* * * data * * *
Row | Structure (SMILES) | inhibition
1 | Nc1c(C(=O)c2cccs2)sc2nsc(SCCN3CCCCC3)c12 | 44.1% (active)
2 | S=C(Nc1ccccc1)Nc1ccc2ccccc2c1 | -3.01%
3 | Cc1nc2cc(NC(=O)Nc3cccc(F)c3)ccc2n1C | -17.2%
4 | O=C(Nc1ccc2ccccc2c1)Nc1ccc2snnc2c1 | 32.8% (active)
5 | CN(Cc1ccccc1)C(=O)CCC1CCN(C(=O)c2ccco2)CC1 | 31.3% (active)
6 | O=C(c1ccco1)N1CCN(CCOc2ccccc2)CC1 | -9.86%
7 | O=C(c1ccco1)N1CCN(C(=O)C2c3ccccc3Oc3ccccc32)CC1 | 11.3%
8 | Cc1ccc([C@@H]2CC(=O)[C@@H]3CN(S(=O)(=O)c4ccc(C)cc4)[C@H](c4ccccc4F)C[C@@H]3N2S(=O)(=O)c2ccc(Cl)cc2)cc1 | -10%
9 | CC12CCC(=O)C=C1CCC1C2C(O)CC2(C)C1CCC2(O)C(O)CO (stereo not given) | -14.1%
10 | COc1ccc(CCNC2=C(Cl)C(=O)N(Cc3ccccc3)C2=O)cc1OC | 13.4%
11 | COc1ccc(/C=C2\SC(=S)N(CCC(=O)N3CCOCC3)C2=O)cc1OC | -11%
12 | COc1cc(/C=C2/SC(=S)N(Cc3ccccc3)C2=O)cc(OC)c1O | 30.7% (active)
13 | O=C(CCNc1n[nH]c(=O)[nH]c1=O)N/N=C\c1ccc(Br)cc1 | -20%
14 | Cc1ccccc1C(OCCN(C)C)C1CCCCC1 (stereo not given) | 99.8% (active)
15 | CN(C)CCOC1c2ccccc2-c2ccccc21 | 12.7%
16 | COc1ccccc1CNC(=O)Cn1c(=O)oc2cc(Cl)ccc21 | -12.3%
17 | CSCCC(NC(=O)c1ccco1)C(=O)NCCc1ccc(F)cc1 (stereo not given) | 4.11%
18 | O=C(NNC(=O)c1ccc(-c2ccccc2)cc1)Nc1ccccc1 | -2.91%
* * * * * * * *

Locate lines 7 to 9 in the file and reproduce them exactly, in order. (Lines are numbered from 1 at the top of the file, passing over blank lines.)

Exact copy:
6 | O=C(c1ccco1)N1CCN(CCOc2ccccc2)CC1 | -9.86%
7 | O=C(c1ccco1)N1CCN(C(=O)C2c3ccccc3Oc3ccccc32)CC1 | 11.3%
8 | Cc1ccc([C@@H]2CC(=O)[C@@H]3CN(S(=O)(=O)c4ccc(C)cc4)[C@H](c4ccccc4F)C[C@@H]3N2S(=O)(=O)c2ccc(Cl)cc2)cc1 | -10%